Asian Journal of Journalism and Media Studies
Online ISSN : 2189-8286
Social Media Versus Traditional Vietnamese Journalism and Social Power Structures
Le Thu MachChris Nash
ジャーナル フリー HTML

2019 年 2 巻 p. 1-14


This paper analyzes the core essences of social media in Vietnam in the era of Facebook prominence, from 2013 to the establishment of the Cyber Security Law in June 2018. With the growth of social media, unprecedented opposition forces have emerged on social media and challenged the political structures of the single-party country. This paper juxtaposes social media and journalism in Vietnamese political and cultural contexts. First, it indicates a sharp contrast between social media and journalism in six perspectives: function, content, the concept of freedom, content generators, legal framework, and cost. Second, it discusses the differences between traditional Vietnamese social power structures and social media, focusing on the characteristics of religions in Vietnam, the Power Distance Index, and the theories of high and low-context communication. The paper concludes that the essences of social media undermine the existent structures of journalism and social power by creating a space for public criticism and activism to challenge the government. Many opposition groups have been formed and institutionalized on social media, resulting in pluralism in Vietnamese politics and society. The analysis of Tôi và sứ quán (Embassies and Me) Facebook Page provides examples to clarify the differences between social media, and journalism and social power structures in Vietnam, as well as the institutionalization of the opposition groups on Facebook.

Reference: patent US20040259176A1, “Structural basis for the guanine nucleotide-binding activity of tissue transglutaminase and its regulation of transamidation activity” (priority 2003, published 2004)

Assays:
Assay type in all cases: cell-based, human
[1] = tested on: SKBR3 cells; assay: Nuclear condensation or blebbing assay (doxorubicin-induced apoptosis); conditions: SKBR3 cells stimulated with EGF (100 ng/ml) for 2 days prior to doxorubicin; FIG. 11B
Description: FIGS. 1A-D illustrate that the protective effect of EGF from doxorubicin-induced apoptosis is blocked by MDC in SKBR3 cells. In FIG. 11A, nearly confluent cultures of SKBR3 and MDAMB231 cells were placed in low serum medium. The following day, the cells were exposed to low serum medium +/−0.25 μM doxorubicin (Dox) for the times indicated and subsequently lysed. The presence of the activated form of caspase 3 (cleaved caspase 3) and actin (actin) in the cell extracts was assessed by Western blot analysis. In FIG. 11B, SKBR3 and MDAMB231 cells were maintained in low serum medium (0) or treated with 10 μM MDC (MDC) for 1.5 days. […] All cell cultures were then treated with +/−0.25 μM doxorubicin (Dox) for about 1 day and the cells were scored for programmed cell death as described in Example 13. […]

© 2019 Japan Society for Studies in Journalism and Mass Communication
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